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Defining Professionalism From the Perspective of Patients, Physicians, and Nurses

Green, Marianne MD; Zick, Amanda MA; Makoul, Gregory PhD

doi: 10.1097/ACM.0b013e31819fb7ad
Professionalism

Purpose: Although professionalism has always been a core value in medicine, it has received increasingly explicit attention over the past several years. Unfortunately, the terms used to explain this competency have been rather abstract. This study was designed to identify and prioritize behaviorally based signs of medical professionalism that are relevant to patients, physicians, and nurses.

Method: The qualitative portion of this project began in 2004 with a series of 22 focus groups held to explore behavioral signs of professionalism in medicine. Separate groups were held with patients, inpatient nurses, outpatient nurses, resident physicians, and attending physicians from different specialties, generating a total of 68 behaviorally based items. In 2004–2006, quantitative data were collected through national patient (n = 415) and physician leader (n = 214) surveys and a statewide nurse (n = 237) survey that gauged the importance these groups attach to the behaviors as signs of professionalism and determined whether they are in a position to observe these behaviors in the clinical setting.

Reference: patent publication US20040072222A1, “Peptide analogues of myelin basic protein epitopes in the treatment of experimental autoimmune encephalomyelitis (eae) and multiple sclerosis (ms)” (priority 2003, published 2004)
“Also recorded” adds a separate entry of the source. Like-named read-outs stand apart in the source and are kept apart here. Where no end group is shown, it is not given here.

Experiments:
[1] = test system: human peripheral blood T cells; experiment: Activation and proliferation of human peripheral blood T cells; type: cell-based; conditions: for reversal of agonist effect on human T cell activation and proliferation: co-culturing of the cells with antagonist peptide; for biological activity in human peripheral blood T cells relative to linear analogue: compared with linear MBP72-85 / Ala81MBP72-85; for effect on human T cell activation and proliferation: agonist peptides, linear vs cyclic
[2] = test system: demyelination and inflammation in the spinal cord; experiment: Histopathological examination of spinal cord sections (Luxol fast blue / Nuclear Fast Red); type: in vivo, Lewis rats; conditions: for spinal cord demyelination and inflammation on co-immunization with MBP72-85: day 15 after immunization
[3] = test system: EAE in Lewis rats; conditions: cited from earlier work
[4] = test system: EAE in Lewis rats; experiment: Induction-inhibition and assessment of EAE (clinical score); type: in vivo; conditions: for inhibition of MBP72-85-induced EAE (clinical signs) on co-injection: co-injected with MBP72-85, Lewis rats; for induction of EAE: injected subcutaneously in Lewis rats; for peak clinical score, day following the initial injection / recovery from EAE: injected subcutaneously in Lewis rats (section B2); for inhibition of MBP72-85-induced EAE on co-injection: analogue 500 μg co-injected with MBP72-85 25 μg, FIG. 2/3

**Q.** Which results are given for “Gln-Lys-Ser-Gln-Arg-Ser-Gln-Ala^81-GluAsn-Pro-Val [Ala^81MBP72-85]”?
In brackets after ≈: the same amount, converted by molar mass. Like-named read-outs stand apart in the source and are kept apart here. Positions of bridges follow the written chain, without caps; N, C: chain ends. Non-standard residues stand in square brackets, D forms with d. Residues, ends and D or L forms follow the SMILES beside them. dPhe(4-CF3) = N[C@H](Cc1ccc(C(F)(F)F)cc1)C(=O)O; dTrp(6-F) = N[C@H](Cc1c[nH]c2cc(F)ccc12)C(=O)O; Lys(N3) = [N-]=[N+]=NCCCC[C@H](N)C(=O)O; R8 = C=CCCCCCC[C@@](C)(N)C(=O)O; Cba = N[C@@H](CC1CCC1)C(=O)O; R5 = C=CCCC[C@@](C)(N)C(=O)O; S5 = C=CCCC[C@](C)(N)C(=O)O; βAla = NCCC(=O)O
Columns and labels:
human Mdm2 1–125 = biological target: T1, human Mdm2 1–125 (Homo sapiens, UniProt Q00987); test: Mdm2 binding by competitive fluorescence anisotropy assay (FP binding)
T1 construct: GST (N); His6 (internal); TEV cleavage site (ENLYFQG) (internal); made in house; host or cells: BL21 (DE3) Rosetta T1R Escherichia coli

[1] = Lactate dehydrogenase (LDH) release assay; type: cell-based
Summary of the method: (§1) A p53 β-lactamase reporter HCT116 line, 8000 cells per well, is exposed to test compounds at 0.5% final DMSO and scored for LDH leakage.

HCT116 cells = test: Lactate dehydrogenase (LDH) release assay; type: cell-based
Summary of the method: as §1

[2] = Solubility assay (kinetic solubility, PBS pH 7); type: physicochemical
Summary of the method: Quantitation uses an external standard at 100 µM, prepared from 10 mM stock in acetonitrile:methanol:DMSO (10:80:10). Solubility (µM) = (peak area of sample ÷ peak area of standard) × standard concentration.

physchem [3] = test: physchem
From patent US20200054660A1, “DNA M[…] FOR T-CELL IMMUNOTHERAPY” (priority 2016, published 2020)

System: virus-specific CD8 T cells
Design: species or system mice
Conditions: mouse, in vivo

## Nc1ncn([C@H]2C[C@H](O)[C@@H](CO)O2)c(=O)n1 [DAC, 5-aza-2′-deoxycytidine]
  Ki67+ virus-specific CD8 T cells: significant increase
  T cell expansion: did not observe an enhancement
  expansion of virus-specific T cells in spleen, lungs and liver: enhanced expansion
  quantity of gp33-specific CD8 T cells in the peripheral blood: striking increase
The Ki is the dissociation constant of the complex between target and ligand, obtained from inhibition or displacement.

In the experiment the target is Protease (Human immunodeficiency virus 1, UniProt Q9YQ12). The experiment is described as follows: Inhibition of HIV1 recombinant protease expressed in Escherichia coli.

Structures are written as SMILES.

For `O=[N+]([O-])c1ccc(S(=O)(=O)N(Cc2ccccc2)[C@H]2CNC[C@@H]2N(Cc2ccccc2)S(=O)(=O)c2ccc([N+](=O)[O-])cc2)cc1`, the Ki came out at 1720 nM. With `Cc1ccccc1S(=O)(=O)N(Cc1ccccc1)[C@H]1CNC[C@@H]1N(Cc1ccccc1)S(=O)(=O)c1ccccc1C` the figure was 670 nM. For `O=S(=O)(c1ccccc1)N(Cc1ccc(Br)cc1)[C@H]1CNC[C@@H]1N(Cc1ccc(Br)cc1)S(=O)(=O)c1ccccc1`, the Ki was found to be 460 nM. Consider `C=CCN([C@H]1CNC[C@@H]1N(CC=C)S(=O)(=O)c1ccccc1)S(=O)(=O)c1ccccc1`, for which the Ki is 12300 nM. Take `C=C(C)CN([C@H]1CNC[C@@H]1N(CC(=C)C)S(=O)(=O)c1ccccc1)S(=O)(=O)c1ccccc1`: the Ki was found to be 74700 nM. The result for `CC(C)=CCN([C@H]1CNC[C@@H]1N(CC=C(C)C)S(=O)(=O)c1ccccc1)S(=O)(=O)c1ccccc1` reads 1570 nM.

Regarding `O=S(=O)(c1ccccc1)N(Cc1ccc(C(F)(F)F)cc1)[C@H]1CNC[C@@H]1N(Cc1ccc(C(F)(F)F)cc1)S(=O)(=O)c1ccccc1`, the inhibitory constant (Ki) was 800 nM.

Results: The surveys of patients, physician leaders, and nurses provided different perspectives on the importance and visibility of behavioral signs of professionalism. Most of the behaviors were deemed very important signs of professionalism by at least 75% of patients, physicians, and/or nurses; far fewer were considered observable in the clinical setting.

Conclusions: This study demonstrates that it is possible and instructive to define professionalism in terms of tangible behaviors. Focusing on behaviors rather than attributes may facilitate discussion, assessment, and modeling of professionalism in both medical education and clinical care.

Dr. Green is associate dean for professional development and competency achievement and assistant professor of medicine and medical education, Northwestern University Feinberg School of Medicine, Chicago, Illinois.

At the time of this study, Ms. Zick was educational programs coordinator, Center for Communication and Medicine, Northwestern University Feinberg School of Medicine, Chicago, Illinois.

Dr. Makoul is chief academic officer and senior vice president for innovation and quality integration, Saint Francis Hospital and Medical Center, Hartford, Connecticut. At the time of this study, he was director, Center for Communication and Medicine, and professor of medicine and medical education, Northwestern University Feinberg School of Medicine, Chicago, Illinois.

Correspondence should be addressed to Dr. Makoul, Saint Francis Hospital and Medical Center, 114 Woodland Street, Hartford, CT 06105; e-mail: (gmakoul@stfranciscare.org).

© 2009 Association of American Medical Colleges